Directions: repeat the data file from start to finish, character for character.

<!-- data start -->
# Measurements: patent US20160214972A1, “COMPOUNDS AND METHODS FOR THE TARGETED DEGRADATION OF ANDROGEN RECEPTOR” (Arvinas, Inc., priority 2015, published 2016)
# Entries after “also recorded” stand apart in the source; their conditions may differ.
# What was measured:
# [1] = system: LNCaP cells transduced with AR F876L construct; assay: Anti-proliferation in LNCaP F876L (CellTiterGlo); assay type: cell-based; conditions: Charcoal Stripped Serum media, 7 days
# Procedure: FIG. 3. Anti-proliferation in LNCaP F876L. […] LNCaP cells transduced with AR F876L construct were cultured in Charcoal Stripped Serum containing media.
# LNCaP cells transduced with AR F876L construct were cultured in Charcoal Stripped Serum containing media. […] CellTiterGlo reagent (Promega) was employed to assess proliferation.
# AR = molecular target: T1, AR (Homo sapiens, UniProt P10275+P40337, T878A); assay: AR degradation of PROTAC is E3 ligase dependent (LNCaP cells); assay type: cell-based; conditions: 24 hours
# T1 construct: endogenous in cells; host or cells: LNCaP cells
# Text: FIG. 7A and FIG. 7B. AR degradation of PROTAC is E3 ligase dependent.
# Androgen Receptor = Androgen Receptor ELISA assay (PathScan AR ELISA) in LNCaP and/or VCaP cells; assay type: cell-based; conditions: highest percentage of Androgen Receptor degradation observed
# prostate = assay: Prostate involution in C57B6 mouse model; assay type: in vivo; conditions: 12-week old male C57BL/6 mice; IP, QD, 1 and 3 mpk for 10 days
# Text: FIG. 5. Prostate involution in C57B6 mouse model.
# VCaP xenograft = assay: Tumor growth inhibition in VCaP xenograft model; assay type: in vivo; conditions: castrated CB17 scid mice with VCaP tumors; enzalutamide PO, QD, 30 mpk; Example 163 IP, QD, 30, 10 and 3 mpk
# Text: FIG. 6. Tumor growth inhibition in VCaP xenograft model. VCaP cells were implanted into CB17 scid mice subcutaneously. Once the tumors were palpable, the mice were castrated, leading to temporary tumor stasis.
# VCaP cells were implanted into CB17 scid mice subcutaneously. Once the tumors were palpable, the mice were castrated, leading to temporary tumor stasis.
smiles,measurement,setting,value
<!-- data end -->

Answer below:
# Measurements: patent US20160214972A1, “COMPOUNDS AND METHODS FOR THE TARGETED DEGRADATION OF ANDROGEN RECEPTOR” (Arvinas, Inc., priority 2015, published 2016)
# Entries after “also recorded” stand apart in the source; their conditions may differ.
# What was measured:
# [1] = system: LNCaP cells transduced with AR F876L construct; assay: Anti-proliferation in LNCaP F876L (CellTiterGlo); assay type: cell-based; conditions: Charcoal Stripped Serum media, 7 days
# Procedure: FIG. 3. Anti-proliferation in LNCaP F876L. […] LNCaP cells transduced with AR F876L construct were cultured in Charcoal Stripped Serum containing media.
# LNCaP cells transduced with AR F876L construct were cultured in Charcoal Stripped Serum containing media. […] CellTiterGlo reagent (Promega) was employed to assess proliferation.
# AR = molecular target: T1, AR (Homo sapiens, UniProt P10275+P40337, T878A); assay: AR degradation of PROTAC is E3 ligase dependent (LNCaP cells); assay type: cell-based; conditions: 24 hours
# T1 construct: endogenous in cells; host or cells: LNCaP cells
# Text: FIG. 7A and FIG. 7B. AR degradation of PROTAC is E3 ligase dependent.
# Androgen Receptor = Androgen Receptor ELISA assay (PathScan AR ELISA) in LNCaP and/or VCaP cells; assay type: cell-based; conditions: highest percentage of Androgen Receptor degradation observed
# prostate = assay: Prostate involution in C57B6 mouse model; assay type: in vivo; conditions: 12-week old male C57BL/6 mice; IP, QD, 1 and 3 mpk for 10 days
# Text: FIG. 5. Prostate involution in C57B6 mouse model.
# VCaP xenograft = assay: Tumor growth inhibition in VCaP xenograft model; assay type: in vivo; conditions: castrated CB17 scid mice with VCaP tumors; enzalutamide PO, QD, 30 mpk; Example 163 IP, QD, 30, 10 and 3 mpk
# Text: FIG. 6. Tumor growth inhibition in VCaP xenograft model. VCaP cells were implanted into CB17 scid mice subcutaneously. Once the tumors were palpable, the mice were castrated, leading to temporary tumor stasis.
# VCaP cells were implanted into CB17 scid mice subcutaneously. Once the tumors were palpable, the mice were castrated, leading to temporary tumor stasis.
smiles,measurement,setting,value